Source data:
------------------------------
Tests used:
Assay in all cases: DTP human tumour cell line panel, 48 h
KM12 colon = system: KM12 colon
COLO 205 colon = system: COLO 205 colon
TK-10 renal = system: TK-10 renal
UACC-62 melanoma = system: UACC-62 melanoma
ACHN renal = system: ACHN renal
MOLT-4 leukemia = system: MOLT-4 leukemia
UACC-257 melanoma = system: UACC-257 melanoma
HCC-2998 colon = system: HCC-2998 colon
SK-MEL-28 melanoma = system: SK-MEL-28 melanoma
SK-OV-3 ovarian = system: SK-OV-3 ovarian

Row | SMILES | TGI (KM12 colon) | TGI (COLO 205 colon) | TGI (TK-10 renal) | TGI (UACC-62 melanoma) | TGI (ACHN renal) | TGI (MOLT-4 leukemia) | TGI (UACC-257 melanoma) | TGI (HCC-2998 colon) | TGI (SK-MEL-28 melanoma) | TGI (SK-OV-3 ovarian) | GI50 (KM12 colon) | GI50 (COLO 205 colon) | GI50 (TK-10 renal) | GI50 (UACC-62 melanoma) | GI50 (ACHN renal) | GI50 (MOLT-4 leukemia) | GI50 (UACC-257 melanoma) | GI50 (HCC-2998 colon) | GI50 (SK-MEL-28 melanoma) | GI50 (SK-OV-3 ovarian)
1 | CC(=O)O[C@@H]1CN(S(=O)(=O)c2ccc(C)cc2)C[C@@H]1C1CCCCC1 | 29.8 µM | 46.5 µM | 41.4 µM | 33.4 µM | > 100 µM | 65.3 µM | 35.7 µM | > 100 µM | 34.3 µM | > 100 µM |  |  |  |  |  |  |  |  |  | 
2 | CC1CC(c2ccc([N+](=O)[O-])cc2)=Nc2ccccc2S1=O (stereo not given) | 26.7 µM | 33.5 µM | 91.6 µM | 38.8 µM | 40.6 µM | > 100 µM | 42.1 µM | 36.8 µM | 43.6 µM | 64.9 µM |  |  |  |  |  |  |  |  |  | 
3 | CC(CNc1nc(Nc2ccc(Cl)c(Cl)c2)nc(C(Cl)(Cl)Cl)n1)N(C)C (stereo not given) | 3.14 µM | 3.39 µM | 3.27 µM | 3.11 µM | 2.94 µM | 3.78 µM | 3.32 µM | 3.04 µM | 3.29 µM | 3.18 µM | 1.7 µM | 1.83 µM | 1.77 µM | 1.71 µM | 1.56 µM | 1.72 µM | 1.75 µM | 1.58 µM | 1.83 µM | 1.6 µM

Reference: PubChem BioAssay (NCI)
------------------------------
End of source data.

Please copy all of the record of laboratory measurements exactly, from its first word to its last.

Tests used:
Assay in all cases: DTP human tumour cell line panel, 48 h
KM12 colon = system: KM12 colon
COLO 205 colon = system: COLO 205 colon
TK-10 renal = system: TK-10 renal
UACC-62 melanoma = system: UACC-62 melanoma
ACHN renal = system: ACHN renal
MOLT-4 leukemia = system: MOLT-4 leukemia
UACC-257 melanoma = system: UACC-257 melanoma
HCC-2998 colon = system: HCC-2998 colon
SK-MEL-28 melanoma = system: SK-MEL-28 melanoma
SK-OV-3 ovarian = system: SK-OV-3 ovarian

Row | SMILES | TGI (KM12 colon) | TGI (COLO 205 colon) | TGI (TK-10 renal) | TGI (UACC-62 melanoma) | TGI (ACHN renal) | TGI (MOLT-4 leukemia) | TGI (UACC-257 melanoma) | TGI (HCC-2998 colon) | TGI (SK-MEL-28 melanoma) | TGI (SK-OV-3 ovarian) | GI50 (KM12 colon) | GI50 (COLO 205 colon) | GI50 (TK-10 renal) | GI50 (UACC-62 melanoma) | GI50 (ACHN renal) | GI50 (MOLT-4 leukemia) | GI50 (UACC-257 melanoma) | GI50 (HCC-2998 colon) | GI50 (SK-MEL-28 melanoma) | GI50 (SK-OV-3 ovarian)
1 | CC(=O)O[C@@H]1CN(S(=O)(=O)c2ccc(C)cc2)C[C@@H]1C1CCCCC1 | 29.8 µM | 46.5 µM | 41.4 µM | 33.4 µM | > 100 µM | 65.3 µM | 35.7 µM | > 100 µM | 34.3 µM | > 100 µM |  |  |  |  |  |  |  |  |  | 
2 | CC1CC(c2ccc([N+](=O)[O-])cc2)=Nc2ccccc2S1=O (stereo not given) | 26.7 µM | 33.5 µM | 91.6 µM | 38.8 µM | 40.6 µM | > 100 µM | 42.1 µM | 36.8 µM | 43.6 µM | 64.9 µM |  |  |  |  |  |  |  |  |  | 
3 | CC(CNc1nc(Nc2ccc(Cl)c(Cl)c2)nc(C(Cl)(Cl)Cl)n1)N(C)C (stereo not given) | 3.14 µM | 3.39 µM | 3.27 µM | 3.11 µM | 2.94 µM | 3.78 µM | 3.32 µM | 3.04 µM | 3.29 µM | 3.18 µM | 1.7 µM | 1.83 µM | 1.77 µM | 1.71 µM | 1.56 µM | 1.72 µM | 1.75 µM | 1.58 µM | 1.83 µM | 1.6 µM

Reference: PubChem BioAssay (NCI)